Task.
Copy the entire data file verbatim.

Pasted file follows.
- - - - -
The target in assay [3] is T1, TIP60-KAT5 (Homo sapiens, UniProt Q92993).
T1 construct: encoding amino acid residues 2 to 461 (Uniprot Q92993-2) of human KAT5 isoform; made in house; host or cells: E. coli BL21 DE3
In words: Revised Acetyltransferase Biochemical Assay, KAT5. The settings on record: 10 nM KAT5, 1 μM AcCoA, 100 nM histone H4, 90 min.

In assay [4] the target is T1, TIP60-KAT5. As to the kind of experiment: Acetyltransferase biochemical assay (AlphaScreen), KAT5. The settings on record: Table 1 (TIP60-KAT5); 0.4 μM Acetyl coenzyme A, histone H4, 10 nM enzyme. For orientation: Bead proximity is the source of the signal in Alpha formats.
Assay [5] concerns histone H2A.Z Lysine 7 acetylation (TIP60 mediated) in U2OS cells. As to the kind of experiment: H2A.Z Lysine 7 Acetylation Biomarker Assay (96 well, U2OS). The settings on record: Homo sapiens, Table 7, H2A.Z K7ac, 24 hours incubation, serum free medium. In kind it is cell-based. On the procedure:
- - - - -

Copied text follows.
The target in assay [3] is T1, TIP60-KAT5 (Homo sapiens, UniProt Q92993).
T1 construct: encoding amino acid residues 2 to 461 (Uniprot Q92993-2) of human KAT5 isoform; made in house; host or cells: E. coli BL21 DE3
In words: Revised Acetyltransferase Biochemical Assay, KAT5. The settings on record: 10 nM KAT5, 1 μM AcCoA, 100 nM histone H4, 90 min.

In assay [4] the target is T1, TIP60-KAT5. As to the kind of experiment: Acetyltransferase biochemical assay (AlphaScreen), KAT5. The settings on record: Table 1 (TIP60-KAT5); 0.4 μM Acetyl coenzyme A, histone H4, 10 nM enzyme. For orientation: Bead proximity is the source of the signal in Alpha formats.
Assay [5] concerns histone H2A.Z Lysine 7 acetylation (TIP60 mediated) in U2OS cells. As to the kind of experiment: H2A.Z Lysine 7 Acetylation Biomarker Assay (96 well, U2OS). The settings on record: Homo sapiens, Table 7, H2A.Z K7ac, 24 hours incubation, serum free medium. In kind it is cell-based. On the procedure: